Militants linked to Islamic State (Isis) have come into direct conflict with Israeli forces for the first time in the terror network's history on Sunday (27 November).

Terrorists in Syria's south opened fire on a military patrol on the Israeli side of the Golan Heights and fired several mortar shells, before an Israeli aircraft took to the skies and struck a gun-mounted vehicle carrying four jihadis inside Syria.

The Israeli military has been careful not to become embroiled in the Syrian Civil War, dismissing the infrequent mortar shells landing in its territory as accidental misfiring between opposing forces, but took firm action on this occasion.

"We don't know all the outcomes of the event. There is great probability there are four dead and the heavy machine gun was destroyed," a senior officer told Israeli news site Haaretz.

The terrorists involved are believed to belong to a regional group known as Shuhada al Yarmouk, which pledged allegiance to IS (Daesh) in 2014, as part of a wider coalition known as the Khalid ibn al Walid Army.

Amos Yadin, the former head of IDF Intelligence and current director of the Institute for National Security Studies, said he believed the attack may have been an effort to win a propaganda victory for an embattled IS.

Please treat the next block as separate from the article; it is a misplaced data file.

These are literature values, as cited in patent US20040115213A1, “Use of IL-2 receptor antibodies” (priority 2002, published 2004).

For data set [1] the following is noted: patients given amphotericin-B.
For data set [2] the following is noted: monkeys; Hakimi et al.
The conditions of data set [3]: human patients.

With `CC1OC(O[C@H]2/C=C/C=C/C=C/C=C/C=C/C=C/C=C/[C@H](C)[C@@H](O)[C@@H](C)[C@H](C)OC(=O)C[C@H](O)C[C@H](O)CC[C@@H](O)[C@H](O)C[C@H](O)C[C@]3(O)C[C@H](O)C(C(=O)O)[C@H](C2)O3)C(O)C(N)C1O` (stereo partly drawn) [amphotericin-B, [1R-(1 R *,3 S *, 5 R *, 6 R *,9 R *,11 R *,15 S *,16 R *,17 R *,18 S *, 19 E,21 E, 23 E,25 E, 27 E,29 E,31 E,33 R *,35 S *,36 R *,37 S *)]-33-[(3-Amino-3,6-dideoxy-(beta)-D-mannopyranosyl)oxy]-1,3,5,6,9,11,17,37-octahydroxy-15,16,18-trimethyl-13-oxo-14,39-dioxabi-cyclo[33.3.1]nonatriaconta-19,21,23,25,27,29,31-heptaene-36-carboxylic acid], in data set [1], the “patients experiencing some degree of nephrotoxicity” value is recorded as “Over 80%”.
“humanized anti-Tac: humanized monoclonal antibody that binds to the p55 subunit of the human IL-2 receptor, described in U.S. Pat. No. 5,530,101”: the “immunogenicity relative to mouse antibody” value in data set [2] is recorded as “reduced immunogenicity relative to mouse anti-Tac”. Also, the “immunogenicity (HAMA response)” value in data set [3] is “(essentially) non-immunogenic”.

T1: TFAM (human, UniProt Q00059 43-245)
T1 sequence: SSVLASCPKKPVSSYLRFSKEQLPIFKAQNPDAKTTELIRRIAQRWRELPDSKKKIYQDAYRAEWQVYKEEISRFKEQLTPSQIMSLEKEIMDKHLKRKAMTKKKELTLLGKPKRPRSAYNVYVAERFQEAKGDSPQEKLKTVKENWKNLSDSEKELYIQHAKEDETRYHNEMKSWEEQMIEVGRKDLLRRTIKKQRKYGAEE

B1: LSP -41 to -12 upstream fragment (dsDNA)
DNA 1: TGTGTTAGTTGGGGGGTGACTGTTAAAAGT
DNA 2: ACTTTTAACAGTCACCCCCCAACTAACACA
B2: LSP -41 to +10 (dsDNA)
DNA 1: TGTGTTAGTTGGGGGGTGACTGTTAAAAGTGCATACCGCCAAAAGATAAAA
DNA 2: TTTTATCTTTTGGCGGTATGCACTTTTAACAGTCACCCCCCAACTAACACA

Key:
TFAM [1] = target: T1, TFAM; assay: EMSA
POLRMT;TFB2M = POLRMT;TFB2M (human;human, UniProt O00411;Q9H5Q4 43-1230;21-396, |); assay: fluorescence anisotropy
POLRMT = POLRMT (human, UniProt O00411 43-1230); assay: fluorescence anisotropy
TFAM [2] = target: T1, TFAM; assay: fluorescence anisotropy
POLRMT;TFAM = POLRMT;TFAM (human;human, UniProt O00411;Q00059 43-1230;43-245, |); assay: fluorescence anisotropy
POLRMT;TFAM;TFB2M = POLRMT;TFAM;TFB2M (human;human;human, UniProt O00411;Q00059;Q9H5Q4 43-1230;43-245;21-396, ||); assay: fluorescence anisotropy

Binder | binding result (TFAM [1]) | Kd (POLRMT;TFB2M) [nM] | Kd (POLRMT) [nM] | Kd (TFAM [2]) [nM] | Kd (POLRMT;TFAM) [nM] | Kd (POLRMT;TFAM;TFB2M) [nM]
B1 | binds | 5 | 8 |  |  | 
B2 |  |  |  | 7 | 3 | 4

In a telephone interview with IBTimes UK, Yadin said: "We don't know yet if this is a change in policy of Daesh or just an occasional, unplanned exchange of fire.

"We'll have to watch carefully into the future and see if this is a change of policy from a Daesh perspective. Daesh was very, very careful not to attack Israel because they have enough enemies in Syria.

"If they change their policies and are now attacking Israel, I guess the source is because they are attacked all over so they want to have some propaganda achievement in the Arab world."

Operating roughly 60 miles (100km) south of Damascus, the Khalid ibn al Walid Army has been fighting Bashar al-Assad's forces in Syria but a senior opposition source confirmed to Haaretz their actions in the Golan Heights may be the result of an agreement reached between certain opposition factions and the Assad regime.

The source said the factions were seeking to express their dissatisfaction with the agreement under which they must leave the area and hand over their weapons to regime forces through the attack on Israel.

"There are more than a few armed men who see the agreement as a total surrender because they have no other way out other than via the Israeli or Jordanian border, both of which are blocked," the source said.

The gunfire attack launched at the Israeli Defence Forces was an attempt to make Israel actively involved in Syrian territory, shuffle the deck, and perhaps change the situation, the source said.